The week in higher education – 15 October 2020

The good, the bad and the offbeat: the academy through the lens of the world’s media

October 15, 2020

After weeks of allowing US students a free run of virus-related foolish behaviour, freshers at the University of Manchester landed a blow for the UK by organising their own “Covid-positive party”. According to The Guardian, one 18-year-old physics student at the university said that the party took place earlier this month at the Fallowfield campus halls of residence but was broken up by security: “There was a flat party a few days ago which had a policy that you could only get in if you were positive. It was like their health-and-safety measure.” Another Manchester student said: “There are always invitations flying around on WhatsApp saying stuff like: ‘Come to flat 8, we’ve all got ’Rona’. There’s a fear if you don’t go out you will be alone.” Alone, yes, but not stupid, either.


Western celebrity chefs have long been ridiculed in Asia for their botched and bastardised efforts at cooking local dishes – see Jamie Oliver’s dreadful take on fried rice for a recent example – but recently it was the turn of a British academic to feel the wrath of Asian food lovers. Edward Anderson, Smuts research fellow in Commonwealth studies at the University of Cambridge and an expert in Hindu nationalism, wrote on Twitter that “Idli are the most boring things in the world”. And thus began “Idligate”, as South Indians of every stripe took to social media to defend the region’s much-loved rice cakes and round on Dr Anderson. Shashi Tharoor, the Indian MP and author of Inglorious Empire: What the British Did to India, struck back: “There are some who are truly challenged in this world. Civilisation is hard to acquire: the taste [and] refinement to appreciate idlis, enjoy cricket, or watch ottamthullal [a Keralan dance] is not given to every mortal. Take pity on this poor man, for he may never know what life can be.”


Calling all those who seek to hyper-contextualise dialectics: a recent study has revealed some terrible news for academics who enjoy nothing more than littering their written output with dense “academespeak”. According to scientists who researched, among other things, 64,000 dissertation titles, a greater use of jargon and specialist language is more likely a sign of insecurity than academic prowess. Zach Brown of Columbia Business School and his colleagues used a ranking of universities and compared the use of jargon in the dissertations to see how it correlated with the supposed excellence of where it was produced – and found a clear inverse correlation. “I did an MBA, where there was a lot of jostling for status…That meant there was a lot of jargon thrown out,” Mr Brown told The Times, before recalling an example of people talking about “disintermediating existing physical retail channels” rather than “not selling in shops”.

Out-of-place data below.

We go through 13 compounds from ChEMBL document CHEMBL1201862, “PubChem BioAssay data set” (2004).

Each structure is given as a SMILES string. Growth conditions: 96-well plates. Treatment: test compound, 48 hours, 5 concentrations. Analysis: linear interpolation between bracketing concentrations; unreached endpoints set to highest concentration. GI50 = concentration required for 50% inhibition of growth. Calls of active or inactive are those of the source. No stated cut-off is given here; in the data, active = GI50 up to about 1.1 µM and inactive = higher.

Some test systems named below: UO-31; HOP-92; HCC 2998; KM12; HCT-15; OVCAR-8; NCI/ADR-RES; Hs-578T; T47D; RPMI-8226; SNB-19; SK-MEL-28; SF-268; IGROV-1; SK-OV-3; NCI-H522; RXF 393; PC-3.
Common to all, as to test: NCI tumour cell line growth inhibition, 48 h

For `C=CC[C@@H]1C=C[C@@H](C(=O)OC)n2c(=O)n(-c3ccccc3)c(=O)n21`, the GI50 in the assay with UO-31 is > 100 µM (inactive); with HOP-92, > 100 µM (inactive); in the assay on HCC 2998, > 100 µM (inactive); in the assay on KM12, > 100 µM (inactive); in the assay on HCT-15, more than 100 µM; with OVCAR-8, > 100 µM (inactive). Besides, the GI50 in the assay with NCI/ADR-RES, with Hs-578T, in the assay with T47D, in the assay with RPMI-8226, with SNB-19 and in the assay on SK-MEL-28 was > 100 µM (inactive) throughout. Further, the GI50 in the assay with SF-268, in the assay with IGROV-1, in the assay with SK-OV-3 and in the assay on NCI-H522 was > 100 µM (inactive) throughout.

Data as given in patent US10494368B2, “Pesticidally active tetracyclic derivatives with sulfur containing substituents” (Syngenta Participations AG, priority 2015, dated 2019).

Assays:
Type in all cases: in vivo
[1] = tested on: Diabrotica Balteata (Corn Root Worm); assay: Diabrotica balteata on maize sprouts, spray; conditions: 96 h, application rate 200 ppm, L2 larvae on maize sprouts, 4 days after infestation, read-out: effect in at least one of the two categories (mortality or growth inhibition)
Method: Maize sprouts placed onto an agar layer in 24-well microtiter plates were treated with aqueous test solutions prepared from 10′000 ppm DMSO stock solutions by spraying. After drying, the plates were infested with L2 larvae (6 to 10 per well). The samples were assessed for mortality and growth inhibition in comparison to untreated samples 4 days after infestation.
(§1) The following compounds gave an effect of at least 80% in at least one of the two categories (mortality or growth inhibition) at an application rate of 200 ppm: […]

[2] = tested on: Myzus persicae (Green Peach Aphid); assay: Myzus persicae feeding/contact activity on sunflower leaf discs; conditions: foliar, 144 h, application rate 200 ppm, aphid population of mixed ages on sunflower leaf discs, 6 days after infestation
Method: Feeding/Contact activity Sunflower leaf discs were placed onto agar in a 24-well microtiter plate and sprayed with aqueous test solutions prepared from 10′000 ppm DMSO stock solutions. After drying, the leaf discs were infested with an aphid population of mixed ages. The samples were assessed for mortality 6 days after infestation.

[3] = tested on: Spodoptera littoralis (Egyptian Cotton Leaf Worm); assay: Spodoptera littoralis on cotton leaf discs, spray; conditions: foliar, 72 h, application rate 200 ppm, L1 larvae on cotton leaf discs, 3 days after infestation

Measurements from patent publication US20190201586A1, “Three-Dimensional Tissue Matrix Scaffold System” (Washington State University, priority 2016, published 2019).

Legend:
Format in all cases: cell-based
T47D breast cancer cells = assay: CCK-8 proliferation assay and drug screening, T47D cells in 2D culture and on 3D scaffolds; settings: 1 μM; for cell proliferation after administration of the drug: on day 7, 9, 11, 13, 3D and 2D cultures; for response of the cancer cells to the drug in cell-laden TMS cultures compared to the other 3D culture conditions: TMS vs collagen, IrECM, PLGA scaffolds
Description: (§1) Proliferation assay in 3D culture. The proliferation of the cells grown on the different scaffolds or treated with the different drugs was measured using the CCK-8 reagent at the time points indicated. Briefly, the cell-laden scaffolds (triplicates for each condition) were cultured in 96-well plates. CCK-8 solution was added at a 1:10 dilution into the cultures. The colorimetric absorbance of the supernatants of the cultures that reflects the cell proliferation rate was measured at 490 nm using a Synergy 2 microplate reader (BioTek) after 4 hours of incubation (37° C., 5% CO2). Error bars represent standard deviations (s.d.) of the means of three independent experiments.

Yorkshire firefighters enjoyed a unique university take on the classic “cat stuck up a tree” call recently. On this occasion, it was students from the University of Hull who made the emergency services aware that a drunk student was stuck inside a tumble dryer. Rosie Cole, 21, had been enjoying drinks with housemates when she was dared to get inside the dryer in their shared accommodation. “I, thinking there was no chance I’d actually fit, decided to try it and to my surprise it seemed easier than I thought. It wasn’t until I wiggled both my hips in and got my legs crossed behind me that I realised I couldn’t get out,” Ms Cole told Metro. Luckily, the entire episode lasted just 20 minutes and Ms Cole said the firefighters saw the funny side: “They were lovely and they just laughed at me.”


In the latest instance of academics posing as people of colour on social media, a white, male assistant professor of chemistry at the University of New Hampshire has been placed on administrative leave after being accused of posing as a female, immigrant scientist of colour on Twitter. Craig Chapman is alleged to have created an account with the name “The Science Femme, Woman in STEM” and used it as a platform to attack Black Lives Matter, feminists, trans advocates and other causes he disagreed with. “As a department, we wholeheartedly reject any statements or actions which seek to minimise, dismiss, hurt or harm others,” Glenn Miller, department chair, wrote in a statement on Twitter, which has since been deleted but was reported by Inside Higher Ed. Dr Chapman, who has reportedly been placed on leave, did not respond to a request for comment.

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